For majesty one should look to C++ and Java. After the digital apocalypse when all programs are written using deep-learning convolutional neural networks, the C++ and Java programming languages will replace the museum exhibits of ornate silver and porcelain tea sets which are presently used to demonstrate the rich excess of generations past.

Fortunately, we still have C, which retains much of the simplicity and efficiency of the original. If only it were as easy to learn as Python.

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Re: I dont get it... Why is everyone from science schools so obsessed with Perl and Python when we got C?

Fri Jul 19, 2019 10:08 pm

ejolson wrote:For majesty one should look to C++ and Java. After the digital apocalypse when all programs are written using deep-learning convolutional neural networks, the C++ and Java programming languages will replace the museum exhibits of ornate silver and porcelain tea sets which are presently used to demonstrate the rich excess of generations past.
For majesty there is no likes of BCPL, B, and C. The two you list are more of a worms nest (spegetti ball) than the worse of the stripped down MS-8KB BASIC program (even back then BASIC was a lot better than MS gave us, having parameterized subroutines with local veriables in the late 1970's [see Dartmouth BASIC (I think version 5 if I remember correctly)]).

Or see a good structured BASIC implementation, either MS-AmigaBASIC (many compilers available), BBC BASIC, or (pushing it here) Sinclair SuperBASIC.
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Re: I dont get it... Why is everyone from science schools so obsessed with Perl and Python when we got C?

Fri Jul 19, 2019 10:16 pm

For saving electricity we could do a better balancing act than current compilers. Selective optimization, based on what is going to make the most difference. And have a means for the programmer to specify where extra optimizations should be used.

For the rest of the code just do some simple optimizations (simple register tracking for variables, constant expression elimination, case statement profiling for jump table, and inlining of very small functions).

In other words, normally do the level of optimization that can be done in even the simplest compilers, and reduce the compile run time. Then allow for extra optimizations to be applied only to portions of the code that it makes good since to so do with, as specified by the programmer.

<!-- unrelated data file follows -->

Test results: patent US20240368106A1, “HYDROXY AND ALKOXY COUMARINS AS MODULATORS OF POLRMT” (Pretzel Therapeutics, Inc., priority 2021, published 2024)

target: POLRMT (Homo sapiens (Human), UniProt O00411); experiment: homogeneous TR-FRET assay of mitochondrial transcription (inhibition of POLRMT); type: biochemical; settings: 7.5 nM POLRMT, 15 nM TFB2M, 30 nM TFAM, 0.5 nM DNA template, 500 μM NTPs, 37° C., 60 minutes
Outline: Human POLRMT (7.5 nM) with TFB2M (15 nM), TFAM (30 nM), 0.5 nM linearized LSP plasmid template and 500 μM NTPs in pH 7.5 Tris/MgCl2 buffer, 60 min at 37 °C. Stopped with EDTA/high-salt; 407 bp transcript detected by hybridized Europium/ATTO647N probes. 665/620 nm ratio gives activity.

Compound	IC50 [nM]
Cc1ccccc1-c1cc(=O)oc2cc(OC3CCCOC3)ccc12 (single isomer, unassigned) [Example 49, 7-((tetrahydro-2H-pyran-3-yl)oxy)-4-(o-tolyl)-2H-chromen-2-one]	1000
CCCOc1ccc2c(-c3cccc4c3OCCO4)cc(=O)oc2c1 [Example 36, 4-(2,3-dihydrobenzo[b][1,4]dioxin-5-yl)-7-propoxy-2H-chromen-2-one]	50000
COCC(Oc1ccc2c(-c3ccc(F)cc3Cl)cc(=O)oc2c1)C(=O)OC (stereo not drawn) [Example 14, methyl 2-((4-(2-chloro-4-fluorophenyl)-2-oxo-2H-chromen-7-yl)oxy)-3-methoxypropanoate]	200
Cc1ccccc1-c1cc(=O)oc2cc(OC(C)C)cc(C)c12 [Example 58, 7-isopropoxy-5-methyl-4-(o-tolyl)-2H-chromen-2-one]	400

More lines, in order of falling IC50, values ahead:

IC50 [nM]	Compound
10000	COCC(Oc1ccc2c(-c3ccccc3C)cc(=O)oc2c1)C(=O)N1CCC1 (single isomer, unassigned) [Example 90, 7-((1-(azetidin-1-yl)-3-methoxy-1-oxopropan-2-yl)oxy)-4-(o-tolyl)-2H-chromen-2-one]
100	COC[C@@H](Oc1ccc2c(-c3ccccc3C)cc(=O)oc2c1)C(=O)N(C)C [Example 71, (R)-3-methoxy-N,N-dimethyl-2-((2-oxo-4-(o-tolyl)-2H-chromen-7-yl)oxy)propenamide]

This would make any language compiler better, save power in compiling (how many things does everyone still need to compile to use), as well as still saving power in execution.
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Re: I dont get it... Why is everyone from science schools so obsessed with Perl and Python when we got C?

Fri Jul 19, 2019 11:51 pm

DavidS wrote:
Fri Jul 19, 2019 10:16 pm
Then allow for extra optimizations to be applied only to portions of the code that it makes good since to so do with, as specified by the programmer.
GCC can do that now. The programmer may specify that a function is either "hot" or "cold".
The branch prediction stuff for cold is interesting.
cold

The cold attribute on functions is used to inform the compiler that the function is unlikely to be executed. The function is optimized for size rather than speed and on many targets it is placed into a special subsection of the text section so all cold functions appear close together, improving code locality of non-cold parts of program. The paths leading to calls of cold functions within code are marked as unlikely by the branch prediction mechanism. It is thus useful to mark functions used to handle unlikely conditions, such as perror, as cold to improve optimization of hot functions that do call marked functions in rare occasions.

When profile feedback is available, via -fprofile-use, cold functions are automatically detected and this attribute is ignored.
hot

The hot attribute on a function is used to inform the compiler that the function is a hot spot of the compiled program. The function is optimized more aggressively and on many targets it is placed into a special subsection of the text section so all hot functions appear close together, improving locality.

When profile feedback is available, via -fprofile-use, hot functions are automatically detected and this attribute is ignored.

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Re: I dont get it... Why is everyone from science schools so obsessed with Perl and Python when we got C?

Sat Jul 20, 2019 2:18 am

jahboater wrote:
Fri Jul 19, 2019 11:51 pm
DavidS wrote:
Fri Jul 19, 2019 10:16 pm
Then allow for extra optimizations to be applied only to portions of the code that it makes good since to so do with, as specified by the programmer.
GCC can do that now. The programmer may specify that a function is either "hot" or "cold".
The branch prediction stuff for cold is interesting.